First, the Insight is a nice car to drive, actually. Sporty handling, and excellent braking, and it get's at least the EPA numbers. But, if the temp is above 50 F you can get 5+ more mpg. On the highway it get's 48+ at 65 mph. But, yes, Toyota looks like they're setting up for an Insight Killer. That 50+ mpg in the city is a deadly number. The Insight with NAV can be $5000 cheaper then a Prius with NAV, and yet, still not generate sales. For a hybrid being 10 mpg lower then the competition seems a Death Sentence. Honda is going to have to do a cross-licence deal with Toyota and upgrade their hybrid systems. Actually, no, they're just going to jump to straight EV's. The Fit EV soon. And the Sportster EV in a few years.
        DaveMart
        • 3 Years Ago
        @theflew
        I suppose that the simple explanation that Toyota were caught by surprise by the high demand is no good for you? Why assume the obvious, when there is a good conspiracy theory laying about unused?
          DaveMart
          • 3 Years Ago
          @DaveMart
          You are talking about one of the most conservative companies in the world. That attitude always reaches all parts of the organisation. So if the guys who did the projection overestimated sales, their name would be mud, Underestimating it simply shows their bosses that they are properly cautious.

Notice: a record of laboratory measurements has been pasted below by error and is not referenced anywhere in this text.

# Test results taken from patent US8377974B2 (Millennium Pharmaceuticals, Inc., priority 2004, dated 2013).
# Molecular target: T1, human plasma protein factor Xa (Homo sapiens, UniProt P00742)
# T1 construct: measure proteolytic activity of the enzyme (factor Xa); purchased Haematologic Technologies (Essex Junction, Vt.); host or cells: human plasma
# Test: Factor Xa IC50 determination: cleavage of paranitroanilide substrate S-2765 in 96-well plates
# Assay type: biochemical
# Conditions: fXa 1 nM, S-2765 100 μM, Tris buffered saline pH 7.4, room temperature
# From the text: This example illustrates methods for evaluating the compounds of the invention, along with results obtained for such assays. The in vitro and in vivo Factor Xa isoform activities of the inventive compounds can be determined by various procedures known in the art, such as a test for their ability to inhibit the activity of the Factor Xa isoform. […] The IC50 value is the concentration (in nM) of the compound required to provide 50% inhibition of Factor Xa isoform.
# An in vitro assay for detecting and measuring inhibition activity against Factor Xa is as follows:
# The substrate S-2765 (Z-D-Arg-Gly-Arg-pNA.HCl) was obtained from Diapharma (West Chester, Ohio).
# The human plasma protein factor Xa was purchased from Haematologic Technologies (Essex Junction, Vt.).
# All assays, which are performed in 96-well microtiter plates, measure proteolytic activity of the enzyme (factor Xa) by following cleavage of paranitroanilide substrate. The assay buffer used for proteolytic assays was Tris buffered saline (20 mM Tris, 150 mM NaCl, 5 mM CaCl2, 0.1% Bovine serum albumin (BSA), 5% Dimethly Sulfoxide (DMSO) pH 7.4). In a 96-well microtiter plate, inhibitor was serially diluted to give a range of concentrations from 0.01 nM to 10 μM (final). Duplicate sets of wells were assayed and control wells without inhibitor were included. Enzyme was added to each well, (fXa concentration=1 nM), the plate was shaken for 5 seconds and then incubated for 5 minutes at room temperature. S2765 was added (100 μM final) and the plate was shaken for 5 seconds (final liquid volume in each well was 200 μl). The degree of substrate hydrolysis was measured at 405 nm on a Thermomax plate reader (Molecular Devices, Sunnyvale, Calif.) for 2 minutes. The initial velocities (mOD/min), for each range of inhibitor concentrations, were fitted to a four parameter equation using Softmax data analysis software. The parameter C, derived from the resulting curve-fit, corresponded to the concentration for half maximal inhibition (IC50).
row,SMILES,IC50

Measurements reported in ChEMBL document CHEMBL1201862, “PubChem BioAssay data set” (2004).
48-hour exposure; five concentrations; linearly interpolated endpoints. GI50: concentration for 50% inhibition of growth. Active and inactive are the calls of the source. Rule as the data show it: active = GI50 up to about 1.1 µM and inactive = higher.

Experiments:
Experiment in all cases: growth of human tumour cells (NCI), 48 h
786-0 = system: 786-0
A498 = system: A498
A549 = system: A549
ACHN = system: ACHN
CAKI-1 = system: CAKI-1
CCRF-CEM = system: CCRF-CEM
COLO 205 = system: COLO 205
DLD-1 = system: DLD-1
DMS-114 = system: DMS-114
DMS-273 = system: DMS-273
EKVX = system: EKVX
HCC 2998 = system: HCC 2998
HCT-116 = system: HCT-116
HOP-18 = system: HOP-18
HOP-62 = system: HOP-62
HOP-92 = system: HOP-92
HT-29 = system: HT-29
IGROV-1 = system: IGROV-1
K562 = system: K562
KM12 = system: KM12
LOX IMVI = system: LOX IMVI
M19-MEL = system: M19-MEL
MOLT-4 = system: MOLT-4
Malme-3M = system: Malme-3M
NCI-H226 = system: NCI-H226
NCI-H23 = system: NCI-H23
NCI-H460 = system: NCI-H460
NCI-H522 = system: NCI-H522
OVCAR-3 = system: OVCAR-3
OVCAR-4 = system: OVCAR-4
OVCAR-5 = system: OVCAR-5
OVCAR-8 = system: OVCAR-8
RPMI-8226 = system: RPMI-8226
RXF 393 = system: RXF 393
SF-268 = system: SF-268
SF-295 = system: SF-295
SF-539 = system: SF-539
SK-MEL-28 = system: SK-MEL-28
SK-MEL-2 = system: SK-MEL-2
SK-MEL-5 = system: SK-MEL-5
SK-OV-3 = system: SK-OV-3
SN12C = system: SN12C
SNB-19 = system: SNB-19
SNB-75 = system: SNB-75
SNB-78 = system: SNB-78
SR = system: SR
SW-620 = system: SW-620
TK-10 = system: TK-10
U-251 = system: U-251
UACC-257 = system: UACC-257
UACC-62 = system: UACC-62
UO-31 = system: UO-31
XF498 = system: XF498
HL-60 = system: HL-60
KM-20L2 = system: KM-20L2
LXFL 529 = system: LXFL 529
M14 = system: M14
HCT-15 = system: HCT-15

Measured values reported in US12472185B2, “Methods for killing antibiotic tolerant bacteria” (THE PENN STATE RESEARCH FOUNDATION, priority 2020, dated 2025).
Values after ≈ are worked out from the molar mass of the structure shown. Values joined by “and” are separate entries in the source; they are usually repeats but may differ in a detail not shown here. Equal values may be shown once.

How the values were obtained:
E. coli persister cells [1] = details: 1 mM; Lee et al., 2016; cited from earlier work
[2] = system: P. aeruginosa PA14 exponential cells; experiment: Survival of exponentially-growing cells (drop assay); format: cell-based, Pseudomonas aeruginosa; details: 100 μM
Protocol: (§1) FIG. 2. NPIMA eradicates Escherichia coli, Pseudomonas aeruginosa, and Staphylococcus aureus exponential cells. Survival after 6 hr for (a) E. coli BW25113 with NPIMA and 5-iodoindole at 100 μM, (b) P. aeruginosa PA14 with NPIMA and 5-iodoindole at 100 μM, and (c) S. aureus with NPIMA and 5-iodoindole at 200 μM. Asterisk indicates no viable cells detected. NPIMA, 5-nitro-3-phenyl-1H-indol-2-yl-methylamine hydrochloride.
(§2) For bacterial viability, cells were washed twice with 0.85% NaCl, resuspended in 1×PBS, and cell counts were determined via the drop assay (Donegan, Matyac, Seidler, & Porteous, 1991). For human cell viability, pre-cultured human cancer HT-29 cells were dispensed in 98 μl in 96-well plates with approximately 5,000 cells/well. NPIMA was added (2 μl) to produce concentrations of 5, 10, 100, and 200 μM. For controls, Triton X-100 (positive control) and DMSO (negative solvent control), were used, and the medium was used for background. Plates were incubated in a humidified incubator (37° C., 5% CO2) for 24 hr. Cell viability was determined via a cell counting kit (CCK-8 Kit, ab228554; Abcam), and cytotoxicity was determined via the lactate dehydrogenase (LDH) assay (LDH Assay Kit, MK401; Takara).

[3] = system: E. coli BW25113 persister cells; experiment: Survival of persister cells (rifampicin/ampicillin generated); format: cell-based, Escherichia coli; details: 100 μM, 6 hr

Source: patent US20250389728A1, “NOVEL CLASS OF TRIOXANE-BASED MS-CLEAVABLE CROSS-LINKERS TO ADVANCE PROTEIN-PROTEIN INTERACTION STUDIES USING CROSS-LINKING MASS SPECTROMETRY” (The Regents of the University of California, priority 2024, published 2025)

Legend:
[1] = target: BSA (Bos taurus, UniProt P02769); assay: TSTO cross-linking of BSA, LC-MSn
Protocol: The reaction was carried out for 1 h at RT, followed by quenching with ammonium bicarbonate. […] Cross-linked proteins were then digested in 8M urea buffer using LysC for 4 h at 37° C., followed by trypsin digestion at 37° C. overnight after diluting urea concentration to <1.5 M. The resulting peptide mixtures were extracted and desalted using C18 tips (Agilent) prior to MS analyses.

theflew
          • 3 Years Ago
          @DaveMart
          I would agree if this was Tesla that they could be surprised. Do you really think they had no idea the appeal of such a car? This isn't their first car and they have data on how the Prius is selling. They know what people are trading for a Prius. And they also no what sells they are losing to their smaller cars when someone walks in looking at a Prius and buys a Yaris. There is no conspiracy theory, just I feel more propaganda where none is necessary. You have to admit having a headline saying demand far outstrips supple grabs headlines. Now a headline that states it's increasing supple makes it seem like I need to jump in line before they run out again. What other company that's named after a fruit does the same thing.